Joanne Penner-Herron, a retired nurse and former Nursing instructor at Lethbridge College, stated that as everyone celebrates, it provides opportunity for reflection on how nursing education and its success is viewed in Lethbridge.
“This anniversary celebration is more than a 50th party; this celebration causes everyone to reflect particularly on the change that this program represented upon its inception and still represents today in its broader scope,” Penner-Herron said. “Moving from the basic hospital-based, three-year nursing school programs in Lethbridge to the the Lethbridge Community College two-year nursing program in 1969 and 1970 was huge.”
Penner-Herron also spoke about how it was an even bigger deal to see the emergence of the baccalaureate degree nursing program in collaboration with the University of Lethbridge many years later. Through this evolution of educational change, Penner said, nursing students have always been integral in all that is done to develop nursing education.
“We can have an excellent cutting edge curriculum and we can have inspired educators, but without eager students that spur us on, we have nothing,” Penner-Herron explained.
Penner-Herron went on to suggest that nursing education and its success here in Lethbridge from three perspectives: positively, from a historical perspective with evidence of success, and positively from a corporate perspective.
As graduates from the last 50 years are recognized, Penner-Herron said there is clear evidence in the success of the nursing program because graduates have and continue to promote positive changes in health care wherever they are globally or locally. Penner-Herron said the program itself has continued to evolve with excellent nurse educators, ongoing cirriculum development, and hundreds of students eager to enroll on a yearly basis.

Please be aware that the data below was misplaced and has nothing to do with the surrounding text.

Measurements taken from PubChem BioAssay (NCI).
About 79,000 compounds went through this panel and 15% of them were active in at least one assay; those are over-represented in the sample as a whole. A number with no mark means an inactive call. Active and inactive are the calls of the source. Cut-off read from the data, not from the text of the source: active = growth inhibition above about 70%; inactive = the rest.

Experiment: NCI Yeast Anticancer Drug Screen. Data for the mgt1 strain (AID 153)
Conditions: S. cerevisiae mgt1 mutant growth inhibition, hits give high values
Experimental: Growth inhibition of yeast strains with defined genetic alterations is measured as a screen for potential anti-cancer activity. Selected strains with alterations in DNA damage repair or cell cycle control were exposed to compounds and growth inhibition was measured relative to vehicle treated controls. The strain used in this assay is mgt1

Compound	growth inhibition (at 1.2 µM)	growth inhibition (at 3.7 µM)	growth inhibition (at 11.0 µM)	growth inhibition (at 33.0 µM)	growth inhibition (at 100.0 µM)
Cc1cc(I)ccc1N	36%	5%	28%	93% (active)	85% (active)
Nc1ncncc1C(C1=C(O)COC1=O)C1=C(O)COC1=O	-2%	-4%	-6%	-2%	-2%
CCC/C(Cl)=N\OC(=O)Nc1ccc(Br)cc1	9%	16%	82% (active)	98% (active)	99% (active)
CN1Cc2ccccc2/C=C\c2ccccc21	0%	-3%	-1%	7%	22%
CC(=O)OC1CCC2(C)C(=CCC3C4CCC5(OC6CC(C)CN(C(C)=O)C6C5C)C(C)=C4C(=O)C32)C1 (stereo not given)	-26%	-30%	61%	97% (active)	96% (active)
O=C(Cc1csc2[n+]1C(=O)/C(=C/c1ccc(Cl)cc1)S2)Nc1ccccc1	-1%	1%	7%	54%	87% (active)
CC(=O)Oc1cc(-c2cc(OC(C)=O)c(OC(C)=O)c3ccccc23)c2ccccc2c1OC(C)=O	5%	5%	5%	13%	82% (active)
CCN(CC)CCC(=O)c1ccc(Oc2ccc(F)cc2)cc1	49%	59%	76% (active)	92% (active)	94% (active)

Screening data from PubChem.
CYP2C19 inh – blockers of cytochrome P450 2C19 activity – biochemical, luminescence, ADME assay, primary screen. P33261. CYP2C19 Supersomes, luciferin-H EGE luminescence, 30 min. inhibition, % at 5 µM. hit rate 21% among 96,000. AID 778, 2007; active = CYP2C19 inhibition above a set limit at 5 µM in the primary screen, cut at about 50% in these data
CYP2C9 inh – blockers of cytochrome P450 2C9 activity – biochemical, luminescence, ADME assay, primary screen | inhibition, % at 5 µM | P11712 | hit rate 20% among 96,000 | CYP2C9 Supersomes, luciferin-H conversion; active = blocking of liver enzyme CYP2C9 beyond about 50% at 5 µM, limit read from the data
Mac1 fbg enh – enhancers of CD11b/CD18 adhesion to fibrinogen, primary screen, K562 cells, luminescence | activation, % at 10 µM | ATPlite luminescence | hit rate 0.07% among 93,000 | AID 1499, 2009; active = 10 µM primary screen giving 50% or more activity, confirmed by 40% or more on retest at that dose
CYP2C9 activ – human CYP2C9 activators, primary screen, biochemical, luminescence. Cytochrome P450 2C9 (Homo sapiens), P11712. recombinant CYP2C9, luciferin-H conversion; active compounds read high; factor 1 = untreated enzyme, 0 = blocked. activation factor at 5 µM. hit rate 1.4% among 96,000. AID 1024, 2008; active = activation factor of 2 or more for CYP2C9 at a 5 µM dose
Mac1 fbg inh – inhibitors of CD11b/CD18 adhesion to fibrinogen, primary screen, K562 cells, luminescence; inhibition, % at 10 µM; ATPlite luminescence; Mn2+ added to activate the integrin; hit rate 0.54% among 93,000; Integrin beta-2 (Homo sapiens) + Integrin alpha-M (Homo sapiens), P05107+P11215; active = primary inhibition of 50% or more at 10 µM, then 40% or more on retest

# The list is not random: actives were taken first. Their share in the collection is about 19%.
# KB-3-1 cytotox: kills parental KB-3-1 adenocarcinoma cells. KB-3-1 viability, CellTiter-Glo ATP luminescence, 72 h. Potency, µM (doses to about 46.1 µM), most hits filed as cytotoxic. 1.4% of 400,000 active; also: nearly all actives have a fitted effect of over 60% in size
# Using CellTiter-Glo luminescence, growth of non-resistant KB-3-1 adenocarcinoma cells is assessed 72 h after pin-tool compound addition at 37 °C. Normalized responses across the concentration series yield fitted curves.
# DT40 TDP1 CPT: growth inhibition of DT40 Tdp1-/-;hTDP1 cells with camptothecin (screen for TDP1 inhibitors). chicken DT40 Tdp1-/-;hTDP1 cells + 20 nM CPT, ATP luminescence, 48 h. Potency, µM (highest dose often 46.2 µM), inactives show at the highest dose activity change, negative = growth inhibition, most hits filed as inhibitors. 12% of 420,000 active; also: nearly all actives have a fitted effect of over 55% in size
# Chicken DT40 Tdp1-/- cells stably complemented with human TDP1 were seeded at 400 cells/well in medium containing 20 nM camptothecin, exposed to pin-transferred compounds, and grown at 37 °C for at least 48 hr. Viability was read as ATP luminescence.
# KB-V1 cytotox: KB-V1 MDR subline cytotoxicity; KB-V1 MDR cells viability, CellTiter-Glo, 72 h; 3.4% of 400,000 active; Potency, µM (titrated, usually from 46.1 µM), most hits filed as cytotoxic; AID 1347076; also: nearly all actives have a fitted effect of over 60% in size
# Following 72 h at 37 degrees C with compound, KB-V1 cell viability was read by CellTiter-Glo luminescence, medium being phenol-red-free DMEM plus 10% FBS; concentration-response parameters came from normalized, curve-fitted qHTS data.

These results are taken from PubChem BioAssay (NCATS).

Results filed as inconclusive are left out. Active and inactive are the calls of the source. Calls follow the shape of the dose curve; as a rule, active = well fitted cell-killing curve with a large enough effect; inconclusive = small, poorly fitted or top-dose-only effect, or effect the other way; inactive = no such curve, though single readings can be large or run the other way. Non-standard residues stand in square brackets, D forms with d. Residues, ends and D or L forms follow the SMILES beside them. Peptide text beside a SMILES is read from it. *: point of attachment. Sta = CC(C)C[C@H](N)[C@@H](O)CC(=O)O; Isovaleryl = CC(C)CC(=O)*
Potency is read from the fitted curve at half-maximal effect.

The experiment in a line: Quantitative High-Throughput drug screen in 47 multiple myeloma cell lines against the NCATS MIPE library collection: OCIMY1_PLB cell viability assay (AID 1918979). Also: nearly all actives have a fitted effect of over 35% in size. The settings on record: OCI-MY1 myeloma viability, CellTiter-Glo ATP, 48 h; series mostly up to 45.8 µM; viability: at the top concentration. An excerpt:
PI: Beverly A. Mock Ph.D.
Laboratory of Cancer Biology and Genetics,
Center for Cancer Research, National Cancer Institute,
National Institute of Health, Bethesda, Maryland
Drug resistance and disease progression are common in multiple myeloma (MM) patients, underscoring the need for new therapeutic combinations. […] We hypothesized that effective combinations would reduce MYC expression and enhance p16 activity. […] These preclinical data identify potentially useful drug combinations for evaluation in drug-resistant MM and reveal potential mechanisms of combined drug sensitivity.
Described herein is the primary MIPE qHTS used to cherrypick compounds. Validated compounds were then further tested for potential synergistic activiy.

”Congratulations to the many, many people, many years who have contributed to the excellence of nursing education here in Southern Alberta for 50 years,” Penner-Herron said. “Its seeds were a vision in 1970 and those seeds continue to spur us on. Let us celebrate where we've come from and embrace the future.”
Carl Abellana, first year student in the Bachelor of Nursing After Degree Program and member of the event’s organizing committee, spoke about how millennials like himself are stereotyped to be to be narcissistic, entitled, lazy, unfocused, addicted to their telephones and obsessed with Instagram filters.
Abellana also said that however stereotypes do not provide a full narrative of a person, let alone a whole generation of millions.
“In a study that was conducted, it was found that millennials find more meaning in the health professions,” Abellana said. “They are looking more of a purpose and without a doubt, Nursing provides a purpose. For some, nursing is more than just a career; it's a calling.”
Abellana also emphasized research shows that millennials are generally drawn to meaningful work. Millennials, want to not only do their job, but they want what they're doing to the meaningful and conjugated to the greater good of those that they are working with their professions and the world and account.
“There are almost a hundred million millennials in North America,” Abellana said. “They are believed to be the most educated generation and the most diverse generation that this nation's ever seen. That makes them extremely cool, truly aware, and gender sensitive, all of which is crucial in becoming a compassionate nurse.”
Abellana said he has also learned compassion during his first semester practicum at a long-term care facility where elderly people reside, as the residents there don’t receive a lot of family visits and need the compassion from those who work there. This semester, Abellana is in rural, acute settings and is learning how to apply both theories and compassion to people of various backgrounds.